It has been about a month since the last earnings report for DXC Technology (DXC). Shares have lost about 1.9% in that time frame, outperforming the S&P 500.
Will the recent negative trend continue leading up to its next earnings release, or is DXC due for a breakout? Before we dive into how investors and analysts have reacted as of late, let's take a quick look at the most recent earnings report in order to get a better handle on the important drivers.
DXC Technology Reports Mixed Q2 Results
DXC Technology reported second-quarter fiscal 2019 wherein the bottom line beat the Zacks Consensus Estimate but the top line missed the same.
At $5.01 billion, revenues lagged the prior-year quarter figure on reported basis by 8.1% and by 6.2% on a constant currency basis. It also missed the Zacks Consensus Estimate of $5.33 billion.
The company reported non-GAAP earnings of $2.02 per share, which surpassed the Zacks Consensus Estimate of $1.96 and increased from $1.67 reported a year ago.
The quarterly results were mainly driven by demand strength in the company's digital solutions. However, delay in ramp-up of a few large digital contracts impacted the revenues by about $100 million.
Moreover, the application maintenance and management segment suffered a decline, which impacted revenues by roughly $80 million. A reallocation of IT spending by large clients especially in the Americas led to lesser investment in application maintenance.
Segment wise, pro forma revenues from Global Business Services fell 8.7% on a year-over-year basis to $2.11 billion owing to the decline in the application maintenance and management business.
However, 6.6% growth in enterprise cloud applications was a tailwind.
Global Infrastructure Services revenues during the fiscal second quarter came in at $2.9 billion, declining 7.6% year-over-year on a pro forma basis. The fall was mainly due to unfavorable timing of client transition from traditional to cloud environments.
However, 37% year-over-year growth in cloud bookings offset the decline to some extent.
Digital revenues jumped 6.4% in the quarter, driven by 1.9% year-over-year growth in cloud infrastructure and 25% growth in digital workplace.
Delays in certain healthcare and insurance contracts led to a 2.1% decline in industry IP and BPS revenues.
A soon-to-be-carried-out ramp-up of some BPS life insurance contracts including Brighthouse are expected to positively impact revenues in the remaining two quarters of fiscal 2019.
DXC Technologies enhanced its digital business by opening an analytics migration factory for Microsoft Azure in Bangalore, India. The company also hinted at two additional migration factories in Warsaw and Manila by the end of this year.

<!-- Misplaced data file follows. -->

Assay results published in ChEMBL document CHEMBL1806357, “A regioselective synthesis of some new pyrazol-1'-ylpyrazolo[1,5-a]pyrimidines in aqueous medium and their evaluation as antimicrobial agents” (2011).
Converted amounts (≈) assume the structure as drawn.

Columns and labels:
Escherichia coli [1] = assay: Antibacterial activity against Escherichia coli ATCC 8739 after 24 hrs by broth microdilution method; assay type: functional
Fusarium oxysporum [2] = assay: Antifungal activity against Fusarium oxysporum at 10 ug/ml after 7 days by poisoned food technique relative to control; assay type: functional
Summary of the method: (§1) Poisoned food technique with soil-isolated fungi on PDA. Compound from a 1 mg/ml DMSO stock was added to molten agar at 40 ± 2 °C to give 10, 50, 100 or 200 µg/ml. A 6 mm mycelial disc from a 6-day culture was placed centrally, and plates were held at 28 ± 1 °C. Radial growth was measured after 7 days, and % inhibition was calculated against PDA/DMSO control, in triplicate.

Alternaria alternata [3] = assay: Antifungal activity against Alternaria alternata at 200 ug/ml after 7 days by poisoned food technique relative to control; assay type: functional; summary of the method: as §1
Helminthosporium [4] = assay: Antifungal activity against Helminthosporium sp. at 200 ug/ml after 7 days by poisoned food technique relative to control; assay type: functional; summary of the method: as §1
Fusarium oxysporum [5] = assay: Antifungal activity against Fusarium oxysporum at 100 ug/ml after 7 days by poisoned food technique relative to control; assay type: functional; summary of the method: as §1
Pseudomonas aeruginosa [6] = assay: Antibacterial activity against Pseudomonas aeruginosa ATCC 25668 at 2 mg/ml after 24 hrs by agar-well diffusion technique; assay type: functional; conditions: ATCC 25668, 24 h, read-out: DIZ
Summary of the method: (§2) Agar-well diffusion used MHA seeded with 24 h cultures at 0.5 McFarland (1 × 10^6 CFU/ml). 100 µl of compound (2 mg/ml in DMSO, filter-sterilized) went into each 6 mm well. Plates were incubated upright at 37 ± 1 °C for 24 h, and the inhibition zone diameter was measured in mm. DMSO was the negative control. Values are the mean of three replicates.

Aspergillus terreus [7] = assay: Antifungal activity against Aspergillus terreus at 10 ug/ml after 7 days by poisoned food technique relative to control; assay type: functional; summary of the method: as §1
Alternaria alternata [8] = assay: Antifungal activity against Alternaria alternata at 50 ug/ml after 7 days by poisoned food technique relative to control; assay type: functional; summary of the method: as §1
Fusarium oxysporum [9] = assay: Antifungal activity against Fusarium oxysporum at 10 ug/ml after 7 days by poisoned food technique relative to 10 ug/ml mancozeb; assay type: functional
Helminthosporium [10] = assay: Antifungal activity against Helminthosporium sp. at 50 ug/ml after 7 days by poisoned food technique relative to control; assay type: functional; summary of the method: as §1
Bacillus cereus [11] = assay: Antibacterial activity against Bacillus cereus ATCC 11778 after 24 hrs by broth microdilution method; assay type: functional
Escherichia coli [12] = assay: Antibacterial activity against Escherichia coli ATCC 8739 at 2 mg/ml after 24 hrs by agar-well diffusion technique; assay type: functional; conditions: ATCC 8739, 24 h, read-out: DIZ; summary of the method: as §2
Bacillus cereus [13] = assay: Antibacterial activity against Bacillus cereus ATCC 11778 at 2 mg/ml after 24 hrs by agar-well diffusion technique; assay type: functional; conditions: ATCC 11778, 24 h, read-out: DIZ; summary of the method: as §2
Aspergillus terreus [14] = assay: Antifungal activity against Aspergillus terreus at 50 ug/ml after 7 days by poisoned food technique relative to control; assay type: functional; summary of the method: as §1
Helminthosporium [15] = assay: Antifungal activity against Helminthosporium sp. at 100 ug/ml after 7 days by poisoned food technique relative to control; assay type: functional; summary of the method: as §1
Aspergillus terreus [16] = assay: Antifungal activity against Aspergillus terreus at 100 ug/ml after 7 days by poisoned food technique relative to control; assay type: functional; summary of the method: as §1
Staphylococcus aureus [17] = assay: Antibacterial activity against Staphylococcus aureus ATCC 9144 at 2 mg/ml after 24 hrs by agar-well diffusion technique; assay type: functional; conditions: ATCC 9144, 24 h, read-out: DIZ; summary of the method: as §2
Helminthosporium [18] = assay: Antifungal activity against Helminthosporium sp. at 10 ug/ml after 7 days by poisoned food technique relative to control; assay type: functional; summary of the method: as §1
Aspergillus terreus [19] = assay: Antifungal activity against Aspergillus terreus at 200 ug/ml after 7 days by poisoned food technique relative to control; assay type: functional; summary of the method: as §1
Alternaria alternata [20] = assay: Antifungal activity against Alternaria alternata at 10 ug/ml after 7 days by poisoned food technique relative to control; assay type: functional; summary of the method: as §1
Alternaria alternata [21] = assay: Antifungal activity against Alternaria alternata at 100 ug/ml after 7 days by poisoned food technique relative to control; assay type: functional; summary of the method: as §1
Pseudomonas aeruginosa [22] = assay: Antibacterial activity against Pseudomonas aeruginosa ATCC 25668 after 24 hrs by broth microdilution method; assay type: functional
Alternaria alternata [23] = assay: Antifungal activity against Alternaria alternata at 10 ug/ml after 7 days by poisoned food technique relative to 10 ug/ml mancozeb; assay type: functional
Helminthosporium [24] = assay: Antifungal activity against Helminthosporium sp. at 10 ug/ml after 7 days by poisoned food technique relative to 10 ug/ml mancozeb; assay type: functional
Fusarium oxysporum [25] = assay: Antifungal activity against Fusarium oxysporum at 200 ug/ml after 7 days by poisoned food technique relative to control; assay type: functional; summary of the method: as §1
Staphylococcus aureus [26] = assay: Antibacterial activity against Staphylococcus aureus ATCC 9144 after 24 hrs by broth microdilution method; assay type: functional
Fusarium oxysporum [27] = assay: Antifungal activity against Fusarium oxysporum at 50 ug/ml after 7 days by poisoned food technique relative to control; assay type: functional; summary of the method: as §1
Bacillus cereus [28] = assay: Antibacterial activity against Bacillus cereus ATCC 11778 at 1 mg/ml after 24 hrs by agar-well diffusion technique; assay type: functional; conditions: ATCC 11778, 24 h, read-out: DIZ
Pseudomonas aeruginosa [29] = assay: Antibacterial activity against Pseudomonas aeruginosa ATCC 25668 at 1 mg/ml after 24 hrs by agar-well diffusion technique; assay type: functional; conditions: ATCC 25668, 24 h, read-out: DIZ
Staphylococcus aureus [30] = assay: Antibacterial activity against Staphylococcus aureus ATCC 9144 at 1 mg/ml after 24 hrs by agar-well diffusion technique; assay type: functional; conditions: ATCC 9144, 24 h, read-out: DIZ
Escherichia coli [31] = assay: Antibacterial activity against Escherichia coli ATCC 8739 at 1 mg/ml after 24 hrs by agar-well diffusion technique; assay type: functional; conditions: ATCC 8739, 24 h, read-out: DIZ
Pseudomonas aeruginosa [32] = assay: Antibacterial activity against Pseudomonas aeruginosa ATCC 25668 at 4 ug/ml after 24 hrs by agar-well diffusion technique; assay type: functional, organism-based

During the quarter, DXC Technologies completed the acquisition of Molina Medicaid Solutions, part of Molina Healthcare. With this acquisition, the company expects to expand its margins.
The company also announced the buyout of argodesign, which will enhance its inner-phase design capabilities, thereby expediting clients' digital transformation journey.
Another development, which took place in the quarter, was the announcement of two more acquisitions. The buyouts of ServiceNow's major partners - BusinessNow and TESM - will strengthen DXC Technology's cloud portfolio.
Adjusted EBIT margin was 15.9% compared with 13.6% reported in the prior-year quarter. The improvement was mainly driven by the ongoing cost synergies from CSC and HPE's Enterprise Services division merger.
Non-GAAP income from continuing operations was $573 million during the quarter compared with $492 million reported a year ago.
Balance Sheet and Other Financial Metrics
The company exited the reported quarter with $2.78 billion in cash and cash equivalents compared with $2.58 billion recorded in the previous quarter. Long-term debt balance (net of current maturities) was $5.41 billion.
Net cash provided by operating activities during the fiscal second quarter came in at $885 million compared with $473 million in the prior quarter. Adjusted free cash flow was $604 million.
During the fiscal second quarter, the company returned $181 million to shareholders through share buyback and dividend payments.
Fiscal 2019 Outlook
Taking into account the fall in revenues due to digital contract delays into account, the company now expects currency headwinds of about $300 million, and accordingly, cut its fiscal 2019 guidance.
For the fiscal, it projects revenues of $20.7-$21.2 billion, down from previously expected range of $21.5-$22 billion.
However, encouraged by the successful ongoing cost saving initiatives, DXC Technology raised non-GAAP earnings guidance to $7.95 to $8.20 from the earlier projection of $7.75-$8.15.
The company expects to save $575 million in the fiscal year encouraged primarily by the significant savings that results from its automation program, Bionix.
How Have Estimates Been Moving Since Then?
In the past month, investors have witnessed a downward trend in fresh estimates.
At this time, DXC has a nice Growth Score of B, though it is lagging a bit on the Momentum Score front with a C. However, the stock was allocated a grade of A on the value side, putting it in the top 20% for this investment strategy.
Overall, the stock has an aggregate VGM Score of A. If you aren't focused on one strategy, this score is the one you should be interested in.
Estimates have been broadly trending downward for the stock, and the magnitude of these revisions indicates a downward shift. Notably, DXC has a Zacks Rank #3 (Hold). We expect an in-line return from the stock in the next few months.